Fiction Reviews


Amongst our Weapons

(2022) Ben Aaronovitch, Gollancz, £18.99, hrdbk, 406pp, ISBN 978-1-473-22666-1

 

This is another instalment of the authorís humorous Rivers of London series and, like the others, it is basically a light-hearted police procedural but with added magic. So far, I have found this series to be pleasant and entertaining reading. If you have read any of the series then I can safely say this is more of the same and if you enjoyed those then you will enjoy this one.

Detective Constable Peter Grant works for the Special Assessment Unit of the Metropolitan Police Force and they deal with the cases designated as Falcon. This is a code word meaning that something very strange is involved - and that strangeness is probably magic of some sort. Such things are best avoided and the ordinary Police are very happy to pass the buck to someone else! In this case, David Moore, a customer visiting the extremely secure London Silver Vaults, had suffered a sudden and violent death; all the only witness saw was a flash of light which befuddled his memory. When he recovered sufficiently he found that somebody, or something, had plucked Davidís heart out. The security systems were all fried and there is no sign that anyone else had either entered or left the vaults. Strangely, Peter and his trainee, DC Danni Wickford, can find no trace of vestigia, i.e. of magic, despite this being the only explanation that makes any sense to them. If the vestigia has been sucked away, it implies that the culprit was very, very powerful - and that is very, very worrying. They do, however, learn that the victim had been trying to trace a particular ring, one engraved with mystical, alchemical symbols, which he thought had been sold by his ex-wife.

Following procedure, they visit Althea Moore and find that she still possess the ring though she is strangely reluctant to let anyone else even touch it. Peter and Danni can both feel it has vestigia but when they return the next day to assess the ring further they find it has been stolen during the night, though Althea is very vague about it. Peter knows the signs, she has been enchanted. Phone records show that, shortly before his demise, David Moore had been urgently trying to contact one Preston Carmichael and so they head over to his flat, only to find another victim with his heart magically plucked out. Clearing up after dinner that night, Peter receives an unexpected visit from a talking fox; she had found a letter for him at the Seven Sisters dead drop. It is from Lesley May, a one-time colleague of Peterís but now on the run for various, serious magical misdemeanours, and it contains a warning to watch his back as something powerful and strange is responsible for the killings.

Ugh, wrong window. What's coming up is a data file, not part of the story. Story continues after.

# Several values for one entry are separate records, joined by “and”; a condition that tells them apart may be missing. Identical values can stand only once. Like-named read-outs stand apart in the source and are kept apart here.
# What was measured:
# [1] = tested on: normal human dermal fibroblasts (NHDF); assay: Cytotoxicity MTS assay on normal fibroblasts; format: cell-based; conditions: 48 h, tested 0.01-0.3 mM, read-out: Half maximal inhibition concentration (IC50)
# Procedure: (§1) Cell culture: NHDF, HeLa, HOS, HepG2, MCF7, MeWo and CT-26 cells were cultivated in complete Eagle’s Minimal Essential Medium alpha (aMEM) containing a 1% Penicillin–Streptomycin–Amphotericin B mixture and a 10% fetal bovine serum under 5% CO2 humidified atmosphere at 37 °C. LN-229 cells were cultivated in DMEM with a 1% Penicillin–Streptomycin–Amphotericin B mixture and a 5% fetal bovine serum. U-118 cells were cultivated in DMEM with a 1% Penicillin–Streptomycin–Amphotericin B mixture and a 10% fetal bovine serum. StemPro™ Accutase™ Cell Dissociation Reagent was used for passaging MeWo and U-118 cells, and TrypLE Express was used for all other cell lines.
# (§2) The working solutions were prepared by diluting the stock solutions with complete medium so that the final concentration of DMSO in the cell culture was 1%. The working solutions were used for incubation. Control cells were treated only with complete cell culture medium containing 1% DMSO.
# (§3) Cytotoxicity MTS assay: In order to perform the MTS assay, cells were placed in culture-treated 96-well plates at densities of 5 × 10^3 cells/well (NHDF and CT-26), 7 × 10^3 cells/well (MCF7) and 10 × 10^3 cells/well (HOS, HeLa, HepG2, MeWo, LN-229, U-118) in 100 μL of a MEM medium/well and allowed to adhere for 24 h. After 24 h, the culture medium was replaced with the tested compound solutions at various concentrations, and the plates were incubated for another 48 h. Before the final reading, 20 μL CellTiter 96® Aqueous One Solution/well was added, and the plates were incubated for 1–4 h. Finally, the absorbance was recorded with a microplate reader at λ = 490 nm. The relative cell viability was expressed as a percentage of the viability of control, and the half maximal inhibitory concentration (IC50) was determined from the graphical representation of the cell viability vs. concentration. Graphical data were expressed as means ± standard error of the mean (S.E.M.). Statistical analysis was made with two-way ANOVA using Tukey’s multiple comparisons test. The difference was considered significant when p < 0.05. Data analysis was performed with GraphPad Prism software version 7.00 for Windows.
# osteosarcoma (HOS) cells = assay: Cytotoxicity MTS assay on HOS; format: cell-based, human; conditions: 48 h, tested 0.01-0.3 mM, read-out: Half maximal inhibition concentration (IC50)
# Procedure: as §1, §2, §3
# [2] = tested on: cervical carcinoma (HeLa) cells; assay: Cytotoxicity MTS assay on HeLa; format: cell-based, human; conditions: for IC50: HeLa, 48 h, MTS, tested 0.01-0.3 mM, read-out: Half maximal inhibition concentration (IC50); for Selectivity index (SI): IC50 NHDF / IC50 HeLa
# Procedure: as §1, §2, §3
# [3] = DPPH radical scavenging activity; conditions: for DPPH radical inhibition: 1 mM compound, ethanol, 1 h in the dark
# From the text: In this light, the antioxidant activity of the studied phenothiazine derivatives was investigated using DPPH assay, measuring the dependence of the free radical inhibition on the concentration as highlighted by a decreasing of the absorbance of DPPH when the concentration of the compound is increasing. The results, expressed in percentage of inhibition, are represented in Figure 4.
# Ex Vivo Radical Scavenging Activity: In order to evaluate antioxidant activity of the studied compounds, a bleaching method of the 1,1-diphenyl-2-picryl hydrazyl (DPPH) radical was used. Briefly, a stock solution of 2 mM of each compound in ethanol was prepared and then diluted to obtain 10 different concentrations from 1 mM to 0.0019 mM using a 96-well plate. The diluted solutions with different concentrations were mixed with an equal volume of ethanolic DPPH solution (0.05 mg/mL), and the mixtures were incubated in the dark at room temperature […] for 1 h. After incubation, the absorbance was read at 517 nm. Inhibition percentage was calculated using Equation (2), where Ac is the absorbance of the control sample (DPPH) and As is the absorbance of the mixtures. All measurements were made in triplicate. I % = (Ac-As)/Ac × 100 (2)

As they learn more they find that there are seven of these rings and all their owners are imminently threatened by a similar death. But what is the significance of the rings? Who is quietly stealing them and who is using powerful magic to kill their owners? In the company of hard-bitten DCI Alexander Seawoll, their investigations take them north to Manchester in search of the Sons of Wayland, once the metal workers of British wizardry, but there the mystery only deepens. Can they identify, let alone stop, the malignant force before more die? Can they apprehend whoever else is involved?

Meanwhile, back at home, Peterís partner Beverley (a local water goddess, in her case of the nearby Beverly Brook) is extremely pregnant. She is very, very close to delivering their twins and has made it very clear that there is no way Peter will not be there when he is needed! With a house full of river goddesses and Mama Thames herself, along with talking foxes, and not mention his own mother, Peter is under a lot of pressure not just to solve the case post-haste but to become the dutiful father.

The story ticks along nicely and the pages turned easily. We get introduced to various interesting characters, learn more of the history of the Folly (the home of the Special Assessment Unit) and its leader, DCI Thomas Nightingale (who is far older than he looks, and still getting younger). The story is gentle in its telling and the humour keeps it light. All in all, a good addition to the series.

Peter Tyers

See also Ian's take on Amongst Our Weapons.

 


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